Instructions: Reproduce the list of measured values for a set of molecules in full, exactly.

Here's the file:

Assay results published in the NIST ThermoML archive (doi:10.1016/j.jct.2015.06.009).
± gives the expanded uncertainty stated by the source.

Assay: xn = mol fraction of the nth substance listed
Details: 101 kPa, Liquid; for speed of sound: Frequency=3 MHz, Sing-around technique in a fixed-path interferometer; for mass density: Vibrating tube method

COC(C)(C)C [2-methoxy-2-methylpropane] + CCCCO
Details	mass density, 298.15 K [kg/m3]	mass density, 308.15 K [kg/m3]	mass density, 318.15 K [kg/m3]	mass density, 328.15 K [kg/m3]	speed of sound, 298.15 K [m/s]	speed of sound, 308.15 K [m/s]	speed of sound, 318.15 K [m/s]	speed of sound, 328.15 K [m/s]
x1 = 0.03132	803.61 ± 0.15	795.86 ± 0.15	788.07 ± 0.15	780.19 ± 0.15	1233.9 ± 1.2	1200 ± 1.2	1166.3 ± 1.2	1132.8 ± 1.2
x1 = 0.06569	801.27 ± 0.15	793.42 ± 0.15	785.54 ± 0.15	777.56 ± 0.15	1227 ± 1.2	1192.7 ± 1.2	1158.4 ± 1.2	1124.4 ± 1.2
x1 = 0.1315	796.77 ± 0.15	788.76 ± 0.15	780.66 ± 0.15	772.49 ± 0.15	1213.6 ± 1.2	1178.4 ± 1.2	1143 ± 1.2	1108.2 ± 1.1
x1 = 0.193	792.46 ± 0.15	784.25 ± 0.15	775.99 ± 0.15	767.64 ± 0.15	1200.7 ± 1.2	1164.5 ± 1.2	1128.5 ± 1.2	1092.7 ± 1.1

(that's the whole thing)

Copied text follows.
Assay results published in the NIST ThermoML archive (doi:10.1016/j.jct.2015.06.009).
± gives the expanded uncertainty stated by the source.

Assay: xn = mol fraction of the nth substance listed
Details: 101 kPa, Liquid; for speed of sound: Frequency=3 MHz, Sing-around technique in a fixed-path interferometer; for mass density: Vibrating tube method

COC(C)(C)C [2-methoxy-2-methylpropane] + CCCCO
Details	mass density, 298.15 K [kg/m3]	mass density, 308.15 K [kg/m3]	mass density, 318.15 K [kg/m3]	mass density, 328.15 K [kg/m3]	speed of sound, 298.15 K [m/s]	speed of sound, 308.15 K [m/s]	speed of sound, 318.15 K [m/s]	speed of sound, 328.15 K [m/s]
x1 = 0.03132	803.61 ± 0.15	795.86 ± 0.15	788.07 ± 0.15	780.19 ± 0.15	1233.9 ± 1.2	1200 ± 1.2	1166.3 ± 1.2	1132.8 ± 1.2
x1 = 0.06569	801.27 ± 0.15	793.42 ± 0.15	785.54 ± 0.15	777.56 ± 0.15	1227 ± 1.2	1192.7 ± 1.2	1158.4 ± 1.2	1124.4 ± 1.2
x1 = 0.1315	796.77 ± 0.15	788.76 ± 0.15	780.66 ± 0.15	772.49 ± 0.15	1213.6 ± 1.2	1178.4 ± 1.2	1143 ± 1.2	1108.2 ± 1.1
x1 = 0.193	792.46 ± 0.15	784.25 ± 0.15	775.99 ± 0.15	767.64 ± 0.15	1200.7 ± 1.2	1164.5 ± 1.2	1128.5 ± 1.2	1092.7 ± 1.1